Eye Drops & Medications: Shake all medicated drops before using.
#1 Ofloxacin (antibiotic, tan top, 5.0mL/80 drops). Take one drop in procedure eye four times daily – typically breakfast, lunch, dinner, and bedtime – for one week, then stop.
#2 Prednisolone (steroid, pink/white top, 5.0mL/80 drops). Take one drop in procedure eye four times daily – typically breakfast, lunch, dinner and bedtime – for one week, then stop. You can expect to have some crusting on your eyelashes after using this drop. Notify a Brinton Vision doctor if you have used steroid medicines before or if you start a new steroid medication (pill, cream, mist, inhaler, injection, prednisone, etc.) while taking the drops above. This combination can lead to a painless increase in eye pressure and vision loss. As long as you are taking a steroid eye drop you need to have your eye pressure checked in our office no less than every 4 weeks.
#3 Twist-top vials of preservative-free artificial tears Conveniently purchase through pharmacy with other post-operative drops, over the counter, or online. Take one drop 4x per day for 1 month, then taper as needed. These vials can be recapped for multiple uses (9-11 drops per vial), however throw away and use a new vial on the next day. Space out the antibiotic, steroid, and artificial tear drops by approximately 5 minutes to avoid “washing out” the previous medication.
PRIOR TO PROCEDURE – You will have a measurement appointment in our clinic. You must be out of your contact lenses for seven full days prior to this appointment. This should be the last time in your life that you wear contact lenses! Come wearing your glasses prescription that best corrects your vision and if you have contact lenses, bring your boxes or lens foils so we can include these numbers in our procedure calculations.
At the conclusion of your procedure we commonly use a medicine (Miostat) to return your dilated pupil size back to normal. This sometimes causes a temporary headache sensation. Your pupil may appear small and colors and lights may look altered or dimmer for a day or two. The vision can also be unrealistically clear. These temporary effects go away and the vision settles into a natural place as the medicine wears off over the course of 2 to 10 days.
You may experience the sensation of an eyelash in the eye, heavy eyelids, light sensitivity, soreness, and excess tearing. Your tears may be pink. This typically subsides over the first day.
You will see halos and glare around lights, particularly at nighttime. This phenomenon typically subside as the eye heals.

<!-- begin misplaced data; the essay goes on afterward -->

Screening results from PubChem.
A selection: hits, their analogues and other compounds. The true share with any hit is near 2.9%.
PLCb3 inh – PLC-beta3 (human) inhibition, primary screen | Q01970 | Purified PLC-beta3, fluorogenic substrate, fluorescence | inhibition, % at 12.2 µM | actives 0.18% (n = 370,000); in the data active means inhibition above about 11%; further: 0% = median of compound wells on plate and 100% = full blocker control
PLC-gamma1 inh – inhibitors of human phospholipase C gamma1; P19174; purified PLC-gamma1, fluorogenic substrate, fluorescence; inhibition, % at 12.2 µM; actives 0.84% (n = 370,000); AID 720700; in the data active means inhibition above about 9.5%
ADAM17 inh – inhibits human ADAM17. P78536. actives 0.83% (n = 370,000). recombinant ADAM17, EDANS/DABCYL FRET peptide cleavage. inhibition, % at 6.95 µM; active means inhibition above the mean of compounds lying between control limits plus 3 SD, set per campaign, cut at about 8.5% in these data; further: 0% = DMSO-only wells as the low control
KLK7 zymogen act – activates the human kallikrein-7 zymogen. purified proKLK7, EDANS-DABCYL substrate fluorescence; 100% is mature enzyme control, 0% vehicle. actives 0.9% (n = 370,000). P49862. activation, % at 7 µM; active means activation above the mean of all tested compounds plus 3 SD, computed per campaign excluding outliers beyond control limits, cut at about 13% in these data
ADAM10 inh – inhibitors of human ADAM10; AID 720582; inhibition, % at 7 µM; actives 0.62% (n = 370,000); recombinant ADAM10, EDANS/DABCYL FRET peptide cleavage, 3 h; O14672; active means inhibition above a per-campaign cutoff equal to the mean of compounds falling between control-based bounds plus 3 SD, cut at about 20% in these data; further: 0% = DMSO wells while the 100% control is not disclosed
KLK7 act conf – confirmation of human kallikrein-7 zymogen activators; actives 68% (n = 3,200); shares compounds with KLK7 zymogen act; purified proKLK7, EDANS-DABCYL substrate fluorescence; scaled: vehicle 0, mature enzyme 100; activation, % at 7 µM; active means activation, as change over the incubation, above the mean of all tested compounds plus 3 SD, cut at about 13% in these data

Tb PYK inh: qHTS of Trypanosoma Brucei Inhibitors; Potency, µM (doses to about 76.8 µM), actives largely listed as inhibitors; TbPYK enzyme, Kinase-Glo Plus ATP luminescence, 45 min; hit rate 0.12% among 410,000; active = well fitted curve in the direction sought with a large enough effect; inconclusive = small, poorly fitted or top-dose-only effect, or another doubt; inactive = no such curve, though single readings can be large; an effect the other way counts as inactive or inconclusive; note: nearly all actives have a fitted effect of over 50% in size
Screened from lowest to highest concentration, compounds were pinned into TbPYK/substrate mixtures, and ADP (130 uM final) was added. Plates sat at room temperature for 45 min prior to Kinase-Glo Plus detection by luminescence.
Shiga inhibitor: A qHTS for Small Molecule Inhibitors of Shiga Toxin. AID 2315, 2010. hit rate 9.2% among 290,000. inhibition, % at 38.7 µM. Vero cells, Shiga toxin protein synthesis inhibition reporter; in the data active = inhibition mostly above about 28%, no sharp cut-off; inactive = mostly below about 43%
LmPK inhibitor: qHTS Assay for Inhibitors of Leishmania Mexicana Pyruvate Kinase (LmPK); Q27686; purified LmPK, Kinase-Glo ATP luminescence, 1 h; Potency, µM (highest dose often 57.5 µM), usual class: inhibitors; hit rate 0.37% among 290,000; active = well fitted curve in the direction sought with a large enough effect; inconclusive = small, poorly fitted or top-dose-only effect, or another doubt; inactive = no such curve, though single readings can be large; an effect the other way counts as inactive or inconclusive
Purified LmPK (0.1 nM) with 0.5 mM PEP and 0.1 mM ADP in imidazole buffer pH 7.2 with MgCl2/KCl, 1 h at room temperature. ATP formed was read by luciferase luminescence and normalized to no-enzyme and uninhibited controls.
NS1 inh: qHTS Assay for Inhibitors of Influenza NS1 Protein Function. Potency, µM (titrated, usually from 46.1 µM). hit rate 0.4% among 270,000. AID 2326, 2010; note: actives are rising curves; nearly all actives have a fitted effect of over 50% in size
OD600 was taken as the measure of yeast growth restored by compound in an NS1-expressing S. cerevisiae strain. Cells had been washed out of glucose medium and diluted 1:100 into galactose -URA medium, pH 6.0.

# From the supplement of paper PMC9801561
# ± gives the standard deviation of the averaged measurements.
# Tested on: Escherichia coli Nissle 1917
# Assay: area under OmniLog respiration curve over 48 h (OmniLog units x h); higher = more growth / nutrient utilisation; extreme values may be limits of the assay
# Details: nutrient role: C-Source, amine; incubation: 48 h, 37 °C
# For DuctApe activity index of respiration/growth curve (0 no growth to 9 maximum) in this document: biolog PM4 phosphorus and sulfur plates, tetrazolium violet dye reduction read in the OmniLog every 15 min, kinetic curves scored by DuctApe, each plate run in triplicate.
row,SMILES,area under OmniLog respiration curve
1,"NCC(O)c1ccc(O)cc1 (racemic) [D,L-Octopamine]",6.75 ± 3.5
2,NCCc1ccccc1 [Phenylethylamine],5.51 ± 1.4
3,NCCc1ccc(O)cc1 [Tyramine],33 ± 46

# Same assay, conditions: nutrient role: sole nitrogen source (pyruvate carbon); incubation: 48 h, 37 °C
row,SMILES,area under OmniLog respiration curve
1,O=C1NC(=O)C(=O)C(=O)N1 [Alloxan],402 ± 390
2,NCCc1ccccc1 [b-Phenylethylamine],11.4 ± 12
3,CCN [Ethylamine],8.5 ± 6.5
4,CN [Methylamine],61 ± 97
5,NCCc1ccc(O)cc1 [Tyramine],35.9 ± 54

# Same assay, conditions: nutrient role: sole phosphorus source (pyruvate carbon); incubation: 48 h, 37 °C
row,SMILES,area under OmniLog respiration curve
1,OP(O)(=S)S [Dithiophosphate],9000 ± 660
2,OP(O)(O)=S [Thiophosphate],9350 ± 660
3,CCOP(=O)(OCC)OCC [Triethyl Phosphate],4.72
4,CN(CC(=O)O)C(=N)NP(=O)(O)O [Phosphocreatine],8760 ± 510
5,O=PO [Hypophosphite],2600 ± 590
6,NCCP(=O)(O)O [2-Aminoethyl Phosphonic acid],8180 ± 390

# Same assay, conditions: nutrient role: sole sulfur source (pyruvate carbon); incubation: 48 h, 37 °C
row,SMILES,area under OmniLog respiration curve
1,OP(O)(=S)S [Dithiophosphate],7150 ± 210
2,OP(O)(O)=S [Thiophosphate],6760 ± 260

For 1 week: tape eye shield securely over eye while sleeping to prevent bumping or rubbing. Avoid any activities where neck veins bulge and face turns red, which can be associated with heavy lifting or strenuous physical activity. After 1 week you may gradually return to normal activity.
It is normal to have red spots (like a broken blood vessel) on the white part of your eye around the iris (colored part of your eye). These typically resolve as your eye heals over 1 to 2 weeks.
Your ICL typically will remain in your eye until you get a cataract, or a clouding of the inner eye lens that eventually affects everybody who lives long enough. At this time the ICL lens is removed at the same time as your cataract surgery.
Sometimes ICL procedures are performed one eye at a time on separate days. In this case, between procedures, most patients choose to temporarily wear a contact lens in their nonsurgical eye. Bring your contacts in hand (don’t wear them!) to your first eye procedure and after the procedure is over we can place your usual contact, or one of ours if you prefer, in your second eye. You may wear this contact up to the day of your 2nd eye procedure. You may be surprised that the second eye procedure feels different. This should not be concerning. Most patients are more aware the second time around since they know what to expect.
Please contact us immediately if you experience any of these symptoms: flashes of light, new floaters in your view, shade/shadow/curtain/veil in your vision, strong feeling of pressure in/around your eye, nausea, decreased vision, or pain not relieved with an over-the-counter medication.